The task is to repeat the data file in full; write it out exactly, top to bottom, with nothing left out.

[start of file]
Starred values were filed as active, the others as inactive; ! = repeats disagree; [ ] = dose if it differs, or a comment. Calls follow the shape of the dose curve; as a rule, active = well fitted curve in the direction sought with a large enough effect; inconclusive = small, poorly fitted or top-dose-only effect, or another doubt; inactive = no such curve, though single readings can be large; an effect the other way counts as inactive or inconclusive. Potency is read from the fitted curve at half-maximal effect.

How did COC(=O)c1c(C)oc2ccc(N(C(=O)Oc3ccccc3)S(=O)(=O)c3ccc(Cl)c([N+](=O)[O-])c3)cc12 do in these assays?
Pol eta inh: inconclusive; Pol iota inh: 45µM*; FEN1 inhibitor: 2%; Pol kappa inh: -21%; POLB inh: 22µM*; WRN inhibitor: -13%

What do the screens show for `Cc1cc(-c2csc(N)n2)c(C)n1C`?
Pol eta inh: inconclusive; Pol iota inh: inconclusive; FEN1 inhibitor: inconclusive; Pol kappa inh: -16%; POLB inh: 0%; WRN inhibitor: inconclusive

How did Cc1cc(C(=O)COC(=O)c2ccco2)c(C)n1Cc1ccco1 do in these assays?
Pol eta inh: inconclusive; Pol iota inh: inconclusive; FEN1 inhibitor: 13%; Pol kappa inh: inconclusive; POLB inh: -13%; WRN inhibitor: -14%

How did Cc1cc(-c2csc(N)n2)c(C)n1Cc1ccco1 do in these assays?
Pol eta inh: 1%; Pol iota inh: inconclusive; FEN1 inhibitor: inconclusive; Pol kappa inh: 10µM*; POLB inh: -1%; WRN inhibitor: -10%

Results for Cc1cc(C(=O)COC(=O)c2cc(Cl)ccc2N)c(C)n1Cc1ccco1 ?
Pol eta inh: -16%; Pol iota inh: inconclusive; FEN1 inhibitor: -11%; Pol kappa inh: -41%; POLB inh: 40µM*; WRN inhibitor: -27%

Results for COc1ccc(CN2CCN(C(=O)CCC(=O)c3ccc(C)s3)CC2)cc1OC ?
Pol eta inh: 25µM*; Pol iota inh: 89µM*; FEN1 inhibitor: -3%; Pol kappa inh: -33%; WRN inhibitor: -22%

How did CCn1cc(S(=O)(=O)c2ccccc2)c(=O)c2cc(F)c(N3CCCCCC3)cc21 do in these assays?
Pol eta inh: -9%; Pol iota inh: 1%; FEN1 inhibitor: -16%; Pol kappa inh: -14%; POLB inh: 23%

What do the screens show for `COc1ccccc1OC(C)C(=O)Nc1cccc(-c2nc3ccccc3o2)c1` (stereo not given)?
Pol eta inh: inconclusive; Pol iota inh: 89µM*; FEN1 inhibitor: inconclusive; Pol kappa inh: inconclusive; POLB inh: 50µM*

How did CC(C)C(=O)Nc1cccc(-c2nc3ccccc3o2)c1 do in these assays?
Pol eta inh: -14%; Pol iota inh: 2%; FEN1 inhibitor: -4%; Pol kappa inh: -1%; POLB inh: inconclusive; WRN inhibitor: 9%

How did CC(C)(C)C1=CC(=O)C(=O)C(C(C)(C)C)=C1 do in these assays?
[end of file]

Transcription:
Starred values were filed as active, the others as inactive; ! = repeats disagree; [ ] = dose if it differs, or a comment. Calls follow the shape of the dose curve; as a rule, active = well fitted curve in the direction sought with a large enough effect; inconclusive = small, poorly fitted or top-dose-only effect, or another doubt; inactive = no such curve, though single readings can be large; an effect the other way counts as inactive or inconclusive. Potency is read from the fitted curve at half-maximal effect.

How did COC(=O)c1c(C)oc2ccc(N(C(=O)Oc3ccccc3)S(=O)(=O)c3ccc(Cl)c([N+](=O)[O-])c3)cc12 do in these assays?
Pol eta inh: inconclusive; Pol iota inh: 45µM*; FEN1 inhibitor: 2%; Pol kappa inh: -21%; POLB inh: 22µM*; WRN inhibitor: -13%

What do the screens show for `Cc1cc(-c2csc(N)n2)c(C)n1C`?
Pol eta inh: inconclusive; Pol iota inh: inconclusive; FEN1 inhibitor: inconclusive; Pol kappa inh: -16%; POLB inh: 0%; WRN inhibitor: inconclusive

How did Cc1cc(C(=O)COC(=O)c2ccco2)c(C)n1Cc1ccco1 do in these assays?
Pol eta inh: inconclusive; Pol iota inh: inconclusive; FEN1 inhibitor: 13%; Pol kappa inh: inconclusive; POLB inh: -13%; WRN inhibitor: -14%

How did Cc1cc(-c2csc(N)n2)c(C)n1Cc1ccco1 do in these assays?
Pol eta inh: 1%; Pol iota inh: inconclusive; FEN1 inhibitor: inconclusive; Pol kappa inh: 10µM*; POLB inh: -1%; WRN inhibitor: -10%

Results for Cc1cc(C(=O)COC(=O)c2cc(Cl)ccc2N)c(C)n1Cc1ccco1 ?
Pol eta inh: -16%; Pol iota inh: inconclusive; FEN1 inhibitor: -11%; Pol kappa inh: -41%; POLB inh: 40µM*; WRN inhibitor: -27%

Results for COc1ccc(CN2CCN(C(=O)CCC(=O)c3ccc(C)s3)CC2)cc1OC ?
Pol eta inh: 25µM*; Pol iota inh: 89µM*; FEN1 inhibitor: -3%; Pol kappa inh: -33%; WRN inhibitor: -22%

How did CCn1cc(S(=O)(=O)c2ccccc2)c(=O)c2cc(F)c(N3CCCCCC3)cc21 do in these assays?
Pol eta inh: -9%; Pol iota inh: 1%; FEN1 inhibitor: -16%; Pol kappa inh: -14%; POLB inh: 23%

What do the screens show for `COc1ccccc1OC(C)C(=O)Nc1cccc(-c2nc3ccccc3o2)c1` (stereo not given)?
Pol eta inh: inconclusive; Pol iota inh: 89µM*; FEN1 inhibitor: inconclusive; Pol kappa inh: inconclusive; POLB inh: 50µM*

How did CC(C)C(=O)Nc1cccc(-c2nc3ccccc3o2)c1 do in these assays?
Pol eta inh: -14%; Pol iota inh: 2%; FEN1 inhibitor: -4%; Pol kappa inh: -1%; POLB inh: inconclusive; WRN inhibitor: 9%

How did CC(C)(C)C1=CC(=O)C(=O)C(C(C)(C)C)=C1 do in these assays?